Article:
Audience. Yes!

The President. Are you going to study?

Audience. Yes!

The President. Going to get good marks?

Audience. Yes!

The President. Will you go to college?

Audience. Yes!

The President. Wonderful. That makes me so happy.

We're all equal partners in this great experiment called democracy in America. And when we bow our heads today -- and I hope all of us will -- and say, ``God bless Martin Luther King, Jr.,'' we'll also be saying ``God bless America.'' And may her conscience stay strong forever, and may her children always recognize that conscience and thank God for it.

I thank you so much for inviting me here today. This is where I wanted to be. So, thank you, my friends, and God bless you all. And now, if you don't mind, I'm just going to take a second -- I have to tell you a story, an experience of mine in my youth. I was playing football in a little college in Illinois, and this was back in the days before any Martin Luther Kings. He had just barely been born. But there were people with prejudice and hatred.

In our school, we had a young black man who came to school and who I remember -- he's departed this world now -- but he's probably the closest friend I ever had. And down on the line together, he played center, and I played right guard. And in those days, you didn't have an offense and a defense; you played both ways. You stayed in the game till it was over. And he and I became, as I say, the closest of friends down there in the middle of the line, where things got rough and tough.

And one day we played a team that didn't have any mix in its lineup. And playing opposite Burgie -- his name was Franklin Burghardt, but my nickname for him was Burgie -- playing opposite Burgie was a fellow that was filled with hatred and prejudice, and it was very obvious. And he was very vocal about it when we would line up against each other. He also played dirty against Burgie. In the huddle I looked across once and saw Burgie, and his lip was bleeding where he was biting it. He had already an injured knee before the game, and this fellow had found out about it -- evidently he groaned at the wrong time -- and he was using his dirty tactics to further hurt that knee. And Burgie was biting his lip to not show the pain. And in the huddle, we were so mad -- and all of his teammates -- we wanted to go after the fellow. And Burgie said, ``No, this is my problem; this is my fight.'' And no one knew anything about it.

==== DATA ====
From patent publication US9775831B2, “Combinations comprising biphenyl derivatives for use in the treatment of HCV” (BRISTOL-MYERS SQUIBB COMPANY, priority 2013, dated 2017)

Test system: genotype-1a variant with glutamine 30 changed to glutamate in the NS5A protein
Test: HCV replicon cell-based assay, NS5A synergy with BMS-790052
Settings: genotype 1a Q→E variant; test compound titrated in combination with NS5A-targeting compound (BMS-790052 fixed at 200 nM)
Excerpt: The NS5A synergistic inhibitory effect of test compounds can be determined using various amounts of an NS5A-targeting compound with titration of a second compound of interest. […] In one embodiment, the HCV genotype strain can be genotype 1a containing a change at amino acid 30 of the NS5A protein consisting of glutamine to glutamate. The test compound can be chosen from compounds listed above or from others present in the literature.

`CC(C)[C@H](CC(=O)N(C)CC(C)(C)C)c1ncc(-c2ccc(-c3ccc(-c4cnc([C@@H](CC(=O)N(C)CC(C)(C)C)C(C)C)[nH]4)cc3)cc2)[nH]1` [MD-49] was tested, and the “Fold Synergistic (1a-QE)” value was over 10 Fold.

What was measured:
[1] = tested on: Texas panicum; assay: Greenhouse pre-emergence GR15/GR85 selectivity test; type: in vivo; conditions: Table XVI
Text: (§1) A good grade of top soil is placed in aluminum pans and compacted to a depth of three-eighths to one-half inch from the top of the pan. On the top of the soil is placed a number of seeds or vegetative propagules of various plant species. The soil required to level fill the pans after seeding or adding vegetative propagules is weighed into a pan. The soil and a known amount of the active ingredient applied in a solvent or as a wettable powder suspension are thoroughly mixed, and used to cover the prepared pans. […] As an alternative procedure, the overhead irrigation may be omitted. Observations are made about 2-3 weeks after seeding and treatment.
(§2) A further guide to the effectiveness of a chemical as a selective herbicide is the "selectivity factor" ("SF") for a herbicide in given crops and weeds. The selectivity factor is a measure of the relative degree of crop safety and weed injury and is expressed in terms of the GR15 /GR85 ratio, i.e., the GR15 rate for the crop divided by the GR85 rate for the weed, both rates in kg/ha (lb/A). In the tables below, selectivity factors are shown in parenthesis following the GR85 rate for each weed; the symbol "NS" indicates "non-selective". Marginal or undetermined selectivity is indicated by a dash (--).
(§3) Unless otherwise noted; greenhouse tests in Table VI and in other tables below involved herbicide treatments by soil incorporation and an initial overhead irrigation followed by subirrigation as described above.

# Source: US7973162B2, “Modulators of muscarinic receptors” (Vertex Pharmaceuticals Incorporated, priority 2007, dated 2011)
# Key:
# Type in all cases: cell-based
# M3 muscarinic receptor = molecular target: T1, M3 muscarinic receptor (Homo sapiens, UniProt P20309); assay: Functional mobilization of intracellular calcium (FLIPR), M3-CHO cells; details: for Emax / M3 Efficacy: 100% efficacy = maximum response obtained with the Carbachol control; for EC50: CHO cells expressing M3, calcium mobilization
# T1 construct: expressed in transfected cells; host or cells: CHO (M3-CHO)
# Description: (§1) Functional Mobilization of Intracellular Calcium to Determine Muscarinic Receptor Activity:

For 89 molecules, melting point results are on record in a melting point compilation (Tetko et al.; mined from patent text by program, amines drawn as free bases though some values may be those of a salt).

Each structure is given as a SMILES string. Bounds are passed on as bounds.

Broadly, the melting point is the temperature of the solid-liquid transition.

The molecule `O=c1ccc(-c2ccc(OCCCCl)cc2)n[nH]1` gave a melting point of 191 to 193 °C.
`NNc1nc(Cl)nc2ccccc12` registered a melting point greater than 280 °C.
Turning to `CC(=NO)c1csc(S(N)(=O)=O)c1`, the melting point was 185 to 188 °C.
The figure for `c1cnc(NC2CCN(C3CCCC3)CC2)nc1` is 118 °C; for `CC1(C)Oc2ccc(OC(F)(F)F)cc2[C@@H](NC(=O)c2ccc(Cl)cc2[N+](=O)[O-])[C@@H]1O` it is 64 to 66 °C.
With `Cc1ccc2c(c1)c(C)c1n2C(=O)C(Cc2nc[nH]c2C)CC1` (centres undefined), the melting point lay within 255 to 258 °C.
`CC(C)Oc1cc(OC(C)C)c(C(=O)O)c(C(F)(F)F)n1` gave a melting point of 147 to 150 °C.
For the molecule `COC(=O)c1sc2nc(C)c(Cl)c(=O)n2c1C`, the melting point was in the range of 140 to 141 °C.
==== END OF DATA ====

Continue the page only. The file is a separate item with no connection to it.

Well, Burgie played him all that game. And he didn't play dirty; he played clean. He just played the hit-'em-hard kind of football that we're taught and that's within the rules. And by the middle of the fourth quarter his opponent, playing dirty with all of his dirty tricks, was literally staggering. And his coach had to send in a substitute for him. And he started off the field. He was wobbling as he started off. And halfway to the sideline he stopped, stood there for a minute, then he turned around. And he came staggering back, elbowed his way through the two teams as we stood there in the time-out waiting for play to resume, and up to Burgie and faced him. And then I saw he was crying; the tears were running down his face. And he stuck out his hand, and Burgie took it. And he grabbed it with his other hand, and then crying he said, ``I just want you to know you're the greatest human being I've ever met,'' and turned and left the field.

You see, just one individual with principles like that, like Dr. King and like Franklin Burghardt -- a conversion right there from hatred to respect and even liking on the part of another man. Well, I just couldn't go away without telling you that story. The world is so different today. And those of us who were a part of that revolution that Martin Luther King performed in, all of us, we are so happy for what has happened and so happy to see all of you here together in this different kind of an America. You keep it that way and keep making it better.

And now, before I leave, I want to present a plank -- a plaque, I should say, to your principal, Bill Dalton, in commemoration of Martin Luther King, Jr.'s, birthday. Thank you all again very much.

Note: The President spoke at 11 a.m. in the school auditorium. He was introduced by Robert L. Woodson, president of the National Center for Neighborhood Enterprise.